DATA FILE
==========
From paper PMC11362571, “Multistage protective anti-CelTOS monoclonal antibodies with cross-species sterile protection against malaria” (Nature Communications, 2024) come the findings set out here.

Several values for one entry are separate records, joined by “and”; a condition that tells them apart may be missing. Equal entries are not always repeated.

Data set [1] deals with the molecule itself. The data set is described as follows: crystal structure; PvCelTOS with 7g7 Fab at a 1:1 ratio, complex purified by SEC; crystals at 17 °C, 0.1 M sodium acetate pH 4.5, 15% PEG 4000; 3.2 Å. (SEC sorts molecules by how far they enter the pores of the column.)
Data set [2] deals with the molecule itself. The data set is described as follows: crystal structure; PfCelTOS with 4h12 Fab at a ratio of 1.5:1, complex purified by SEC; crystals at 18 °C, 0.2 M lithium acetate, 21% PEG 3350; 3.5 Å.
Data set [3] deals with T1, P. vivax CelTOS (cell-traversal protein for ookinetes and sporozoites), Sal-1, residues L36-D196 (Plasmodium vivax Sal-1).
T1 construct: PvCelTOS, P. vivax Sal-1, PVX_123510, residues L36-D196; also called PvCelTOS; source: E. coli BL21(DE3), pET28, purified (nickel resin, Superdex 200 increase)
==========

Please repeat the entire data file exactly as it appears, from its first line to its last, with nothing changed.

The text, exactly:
From paper PMC11362571, “Multistage protective anti-CelTOS monoclonal antibodies with cross-species sterile protection against malaria” (Nature Communications, 2024) come the findings set out here.

Several values for one entry are separate records, joined by “and”; a condition that tells them apart may be missing. Equal entries are not always repeated.

Data set [1] deals with the molecule itself. The data set is described as follows: crystal structure; PvCelTOS with 7g7 Fab at a 1:1 ratio, complex purified by SEC; crystals at 17 °C, 0.1 M sodium acetate pH 4.5, 15% PEG 4000; 3.2 Å. (SEC sorts molecules by how far they enter the pores of the column.)
Data set [2] deals with the molecule itself. The data set is described as follows: crystal structure; PfCelTOS with 4h12 Fab at a ratio of 1.5:1, complex purified by SEC; crystals at 18 °C, 0.2 M lithium acetate, 21% PEG 3350; 3.5 Å.
Data set [3] deals with T1, P. vivax CelTOS (cell-traversal protein for ookinetes and sporozoites), Sal-1, residues L36-D196 (Plasmodium vivax Sal-1).
T1 construct: PvCelTOS, P. vivax Sal-1, PVX_123510, residues L36-D196; also called PvCelTOS; source: E. coli BL21(DE3), pET28, purified (nickel resin, Superdex 200 increase)